FIG. 3 illustrates a third embodiment of the present invention. In this embodiment, waveguide 9 for generating second harmonics is formed on a non-linear optical crystal 10, and a Cherenkov radiation beam is collimated through an optical system. That is, the beam from the semiconductor laser 1 is focused and imaged through a lens 2, and is permitted to be incident upon the incident face of the waveguide 9. The fundamental light generates polarization wave in the waveguide 9 and whereby the Cherenkov beam is radiated maintaining an angle αwith lateral divergence angle of Φ. At this moment, the front (exit face) of the substrate 10 of the waveguide 9 assumes a conical shape that is cut into a half as shown in FIG. 3(b). A vertical angle Φ of the conical shape (angle subtended by the axis and the generatrix) is calculated by the method described above. Thus, there is obtained a beam 11 that is collimated as a parallel light. Depending upon the sizes of the waveguide 9 and the substrate 10, however, the beam 11 may have an anisotropic distribution of intensities. In such a case, use is made of a single or a plurality of anamorphic prisms 12 to shape the beam, whereby there is obtained a plane wave 13 which has an isotropic intensity distribution, which has neat phases, and which has small aberration. Such a beam can be focused into one point of a diffraction limit.
FIG. 4 is a diagram illustrating a conventional example lacking any aberration correction for the Cherenkov radiated second harmonics; i.e., blue light is only obtained. This example cannot be applied to a diffraction limit optical system such as optical disks or laser printers.
The afore-mentioned embodiments were to obtain a parallel beam by utilizing a first point of the present invention, i.e., by utilizing the law of refraction of rays. Described below is an embodiment for collimating the Cherenkov beam by the law of reflection. That is, as shown in FIG. 5, the Cherenkov beam is once totally reflected by the back face of the waveguide substrate 10. The inclination of the back surface is then so determined that the ray of light reflected becomes parallel with the waveguide 9. As this holds true for all Cherenkov beams, the reflected beams must become parallel in all cross sections that include the waveguides 9. For this purpose, therefore, the back face must have a conical shape as shown in FIG. 5(b). In this case, the vertical angle of the cone (angle subtended by the axis of the cone and the generatrix) τ is determined to be,
under the condition where the direction of the waveguide 9 is in parallel with the reflected beam.
According to this embodiment, furthermore, the distribution of intensities can also be shaped. By defining the length of the waveguide 9 and the radius of the cone, it is allowed to form a beam 14 that has nearly a isotropic intensity distribution. The beam shaping is in no way limited to this method only, but the method of utilizing the prism described with reference to FIG. 3 can also be applied.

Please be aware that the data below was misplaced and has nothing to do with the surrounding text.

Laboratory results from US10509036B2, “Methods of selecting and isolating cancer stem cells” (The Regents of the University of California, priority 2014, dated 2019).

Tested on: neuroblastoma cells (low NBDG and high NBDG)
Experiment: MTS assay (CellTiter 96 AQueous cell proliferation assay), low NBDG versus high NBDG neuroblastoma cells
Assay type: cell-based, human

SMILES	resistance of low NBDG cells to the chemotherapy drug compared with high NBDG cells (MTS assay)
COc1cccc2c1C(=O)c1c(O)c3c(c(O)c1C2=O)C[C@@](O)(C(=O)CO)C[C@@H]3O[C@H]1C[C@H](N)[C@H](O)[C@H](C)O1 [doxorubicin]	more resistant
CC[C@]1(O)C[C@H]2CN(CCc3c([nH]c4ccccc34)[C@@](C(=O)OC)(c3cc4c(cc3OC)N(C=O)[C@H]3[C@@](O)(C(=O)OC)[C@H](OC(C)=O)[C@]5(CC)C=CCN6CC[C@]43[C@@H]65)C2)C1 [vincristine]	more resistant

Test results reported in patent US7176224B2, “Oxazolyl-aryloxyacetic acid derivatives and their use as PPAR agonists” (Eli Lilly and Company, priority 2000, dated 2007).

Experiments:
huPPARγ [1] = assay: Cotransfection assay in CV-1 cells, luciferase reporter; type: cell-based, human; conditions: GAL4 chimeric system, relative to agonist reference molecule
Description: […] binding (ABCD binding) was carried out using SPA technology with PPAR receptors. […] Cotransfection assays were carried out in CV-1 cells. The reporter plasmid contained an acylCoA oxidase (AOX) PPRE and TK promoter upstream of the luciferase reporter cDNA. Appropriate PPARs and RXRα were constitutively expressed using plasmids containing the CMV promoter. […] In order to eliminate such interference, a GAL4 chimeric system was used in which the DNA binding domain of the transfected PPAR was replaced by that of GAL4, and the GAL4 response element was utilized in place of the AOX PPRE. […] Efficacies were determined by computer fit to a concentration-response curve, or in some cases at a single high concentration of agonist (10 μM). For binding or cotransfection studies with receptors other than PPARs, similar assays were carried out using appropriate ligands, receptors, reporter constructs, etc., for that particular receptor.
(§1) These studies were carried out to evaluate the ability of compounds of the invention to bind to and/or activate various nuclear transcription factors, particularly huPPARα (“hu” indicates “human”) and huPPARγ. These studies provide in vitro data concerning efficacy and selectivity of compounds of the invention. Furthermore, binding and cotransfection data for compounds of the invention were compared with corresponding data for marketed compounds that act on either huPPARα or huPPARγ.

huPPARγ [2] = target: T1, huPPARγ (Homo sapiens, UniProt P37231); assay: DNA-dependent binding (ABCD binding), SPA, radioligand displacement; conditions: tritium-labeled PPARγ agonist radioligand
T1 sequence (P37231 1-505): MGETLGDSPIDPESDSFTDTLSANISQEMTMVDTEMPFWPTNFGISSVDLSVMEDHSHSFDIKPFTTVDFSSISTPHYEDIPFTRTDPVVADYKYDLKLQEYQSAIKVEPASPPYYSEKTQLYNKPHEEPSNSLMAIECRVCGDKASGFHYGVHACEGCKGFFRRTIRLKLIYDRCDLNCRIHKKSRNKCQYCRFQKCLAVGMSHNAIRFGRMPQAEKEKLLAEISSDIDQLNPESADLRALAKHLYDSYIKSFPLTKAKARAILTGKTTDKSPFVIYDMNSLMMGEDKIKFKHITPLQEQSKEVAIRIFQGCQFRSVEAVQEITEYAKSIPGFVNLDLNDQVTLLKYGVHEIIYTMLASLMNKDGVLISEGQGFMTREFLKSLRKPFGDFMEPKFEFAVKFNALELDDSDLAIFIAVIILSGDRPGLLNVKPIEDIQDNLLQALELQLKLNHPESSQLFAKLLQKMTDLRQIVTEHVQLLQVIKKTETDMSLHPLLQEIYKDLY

Described below is a method of increasing the optical output of the secondary harmonic Cherenkov beam that is formed by collimating the thus obtained highly parallel plane waves. This forms another aspect of the present invention. That is, one of the waveguide or the fiber which consists of a single stripe has a limitation in wavelength conversion ability. Therefore, the waveguides are arranged in a plural number. Here, it can be contrived to broaden the width of the waveguide. In this case, however, the transverse modes of high orders also generate in the waveguide, and there are formed non-uniform far fields of Cherenkov beam, making it difficult to obtain a single mode. Therefore, the waveguides for holding the single mode are arranged in a plural number to obtain an optical output that is increased by their number.
A fifth embodiment of the present invention will now be described with reference to FIG. 6. That is, a beam from a semiconductor laser 1 is focused through a lens 2 to form an image which is then permitted to be incident on the waveguides 15 arranged like an array. At this moment, the waveguide substrate 10 has a conical front face or back face as shown in FIGS. 3 or 5. Such fabrication makes it possible to obtain a second harmonic output greater than that of when a single waveguide is used. It need not be mentioned that enhanced effects are obtained even when semiconductor lasers are arranged like an array to form a fundamental optical source having a large output. Likewise, the fibers are also arranged like an array (FIG. 6(c)). In either case, the phases must be coupled among the waveguides or fibers. Accordingly, the waveguide array or fiber array generates second harmonic Cherenkov beams coherently relative to each other.
Therefore, consideration must be given either to the case where the laser oscillations from the fundamental semiconductor laser array have phases that are deviated by Φ relative to the neighboring ones. In such a case, a phase corrector 16 is installed between the semiconductor laser array and the waveguide array for generating secondary harmonics, as shown in the embodiment of FIG. 7(b), or phase corrector 17 or 18 is formed on the face of the waveguide array as shown in the embodiment of FIGS. 7(c) or 7(d). This functions to completely render uniform the phases of the laser beam incident upon the waveguide array. This makes it possible to render quite uniform the phases of second harmonics in the obtained Cherenkov beam.
Furthermore, if the magnification (reduction ratio) of the lens 2 for forming the image is set to, for example, 1/2, the power density of the incident beam upon the waveguide array becomes four times as great, making it possible to obtain a high wavelength conversion efficiency, which is a feature of this embodiment.